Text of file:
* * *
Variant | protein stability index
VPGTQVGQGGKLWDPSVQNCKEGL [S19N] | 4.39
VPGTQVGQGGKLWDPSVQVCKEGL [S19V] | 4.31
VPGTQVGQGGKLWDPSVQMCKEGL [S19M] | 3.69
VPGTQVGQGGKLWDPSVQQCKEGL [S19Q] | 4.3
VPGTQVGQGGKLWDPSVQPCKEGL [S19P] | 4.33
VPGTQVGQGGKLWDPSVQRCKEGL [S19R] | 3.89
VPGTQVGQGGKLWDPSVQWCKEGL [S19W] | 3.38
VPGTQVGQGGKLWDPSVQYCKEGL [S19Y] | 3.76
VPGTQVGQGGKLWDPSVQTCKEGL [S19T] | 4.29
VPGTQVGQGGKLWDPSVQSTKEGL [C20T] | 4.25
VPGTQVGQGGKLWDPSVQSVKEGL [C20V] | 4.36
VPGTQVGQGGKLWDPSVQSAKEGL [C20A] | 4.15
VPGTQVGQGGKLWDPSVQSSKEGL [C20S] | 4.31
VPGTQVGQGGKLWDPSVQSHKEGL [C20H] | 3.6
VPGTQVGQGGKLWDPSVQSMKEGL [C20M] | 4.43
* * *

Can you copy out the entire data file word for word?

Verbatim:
Variant | protein stability index
VPGTQVGQGGKLWDPSVQNCKEGL [S19N] | 4.39
VPGTQVGQGGKLWDPSVQVCKEGL [S19V] | 4.31
VPGTQVGQGGKLWDPSVQMCKEGL [S19M] | 3.69
VPGTQVGQGGKLWDPSVQQCKEGL [S19Q] | 4.3
VPGTQVGQGGKLWDPSVQPCKEGL [S19P] | 4.33
VPGTQVGQGGKLWDPSVQRCKEGL [S19R] | 3.89
VPGTQVGQGGKLWDPSVQWCKEGL [S19W] | 3.38
VPGTQVGQGGKLWDPSVQYCKEGL [S19Y] | 3.76
VPGTQVGQGGKLWDPSVQTCKEGL [S19T] | 4.29
VPGTQVGQGGKLWDPSVQSTKEGL [C20T] | 4.25
VPGTQVGQGGKLWDPSVQSVKEGL [C20V] | 4.36
VPGTQVGQGGKLWDPSVQSAKEGL [C20A] | 4.15
VPGTQVGQGGKLWDPSVQSSKEGL [C20S] | 4.31
VPGTQVGQGGKLWDPSVQSHKEGL [C20H] | 3.6
VPGTQVGQGGKLWDPSVQSMKEGL [C20M] | 4.43